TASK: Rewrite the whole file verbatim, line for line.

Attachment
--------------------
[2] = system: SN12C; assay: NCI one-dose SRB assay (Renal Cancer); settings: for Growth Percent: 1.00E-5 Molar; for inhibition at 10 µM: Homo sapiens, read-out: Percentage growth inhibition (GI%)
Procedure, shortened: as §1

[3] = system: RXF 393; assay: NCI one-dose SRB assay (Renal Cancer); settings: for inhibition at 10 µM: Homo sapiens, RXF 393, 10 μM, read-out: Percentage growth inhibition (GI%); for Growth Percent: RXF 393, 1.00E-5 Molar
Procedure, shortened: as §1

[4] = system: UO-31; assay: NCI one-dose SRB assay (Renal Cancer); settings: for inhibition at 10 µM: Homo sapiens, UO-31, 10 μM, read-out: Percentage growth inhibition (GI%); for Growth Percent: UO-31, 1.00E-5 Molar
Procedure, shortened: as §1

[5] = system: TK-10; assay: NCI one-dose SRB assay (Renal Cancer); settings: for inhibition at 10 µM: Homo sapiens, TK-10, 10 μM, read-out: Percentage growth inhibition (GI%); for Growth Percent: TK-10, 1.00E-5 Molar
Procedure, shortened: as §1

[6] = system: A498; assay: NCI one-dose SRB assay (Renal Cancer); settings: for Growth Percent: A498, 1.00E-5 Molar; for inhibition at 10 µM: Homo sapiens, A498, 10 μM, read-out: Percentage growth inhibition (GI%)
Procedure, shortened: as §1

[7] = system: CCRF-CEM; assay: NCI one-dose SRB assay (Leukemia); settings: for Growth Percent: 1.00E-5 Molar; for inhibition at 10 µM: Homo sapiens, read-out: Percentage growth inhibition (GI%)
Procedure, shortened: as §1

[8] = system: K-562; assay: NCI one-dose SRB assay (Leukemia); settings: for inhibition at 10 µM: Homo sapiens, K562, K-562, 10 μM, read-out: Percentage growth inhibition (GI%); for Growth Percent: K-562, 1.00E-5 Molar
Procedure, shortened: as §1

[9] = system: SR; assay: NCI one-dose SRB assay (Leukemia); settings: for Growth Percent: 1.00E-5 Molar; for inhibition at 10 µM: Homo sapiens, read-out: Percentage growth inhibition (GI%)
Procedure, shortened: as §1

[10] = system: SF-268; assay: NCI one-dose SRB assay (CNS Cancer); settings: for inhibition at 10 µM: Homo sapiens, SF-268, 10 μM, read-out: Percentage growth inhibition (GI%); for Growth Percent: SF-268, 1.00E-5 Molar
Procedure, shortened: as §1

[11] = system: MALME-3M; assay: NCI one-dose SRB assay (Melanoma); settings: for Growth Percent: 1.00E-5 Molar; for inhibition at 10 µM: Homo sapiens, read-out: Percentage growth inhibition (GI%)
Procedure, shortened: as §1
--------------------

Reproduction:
[2] = system: SN12C; assay: NCI one-dose SRB assay (Renal Cancer); settings: for Growth Percent: 1.00E-5 Molar; for inhibition at 10 µM: Homo sapiens, read-out: Percentage growth inhibition (GI%)
Procedure, shortened: as §1

[3] = system: RXF 393; assay: NCI one-dose SRB assay (Renal Cancer); settings: for inhibition at 10 µM: Homo sapiens, RXF 393, 10 μM, read-out: Percentage growth inhibition (GI%); for Growth Percent: RXF 393, 1.00E-5 Molar
Procedure, shortened: as §1

[4] = system: UO-31; assay: NCI one-dose SRB assay (Renal Cancer); settings: for inhibition at 10 µM: Homo sapiens, UO-31, 10 μM, read-out: Percentage growth inhibition (GI%); for Growth Percent: UO-31, 1.00E-5 Molar
Procedure, shortened: as §1

[5] = system: TK-10; assay: NCI one-dose SRB assay (Renal Cancer); settings: for inhibition at 10 µM: Homo sapiens, TK-10, 10 μM, read-out: Percentage growth inhibition (GI%); for Growth Percent: TK-10, 1.00E-5 Molar
Procedure, shortened: as §1

[6] = system: A498; assay: NCI one-dose SRB assay (Renal Cancer); settings: for Growth Percent: A498, 1.00E-5 Molar; for inhibition at 10 µM: Homo sapiens, A498, 10 μM, read-out: Percentage growth inhibition (GI%)
Procedure, shortened: as §1

[7] = system: CCRF-CEM; assay: NCI one-dose SRB assay (Leukemia); settings: for Growth Percent: 1.00E-5 Molar; for inhibition at 10 µM: Homo sapiens, read-out: Percentage growth inhibition (GI%)
Procedure, shortened: as §1

[8] = system: K-562; assay: NCI one-dose SRB assay (Leukemia); settings: for inhibition at 10 µM: Homo sapiens, K562, K-562, 10 μM, read-out: Percentage growth inhibition (GI%); for Growth Percent: K-562, 1.00E-5 Molar
Procedure, shortened: as §1

[9] = system: SR; assay: NCI one-dose SRB assay (Leukemia); settings: for Growth Percent: 1.00E-5 Molar; for inhibition at 10 µM: Homo sapiens, read-out: Percentage growth inhibition (GI%)
Procedure, shortened: as §1

[10] = system: SF-268; assay: NCI one-dose SRB assay (CNS Cancer); settings: for inhibition at 10 µM: Homo sapiens, SF-268, 10 μM, read-out: Percentage growth inhibition (GI%); for Growth Percent: SF-268, 1.00E-5 Molar
Procedure, shortened: as §1

[11] = system: MALME-3M; assay: NCI one-dose SRB assay (Melanoma); settings: for Growth Percent: 1.00E-5 Molar; for inhibition at 10 µM: Homo sapiens, read-out: Percentage growth inhibition (GI%)
Procedure, shortened: as §1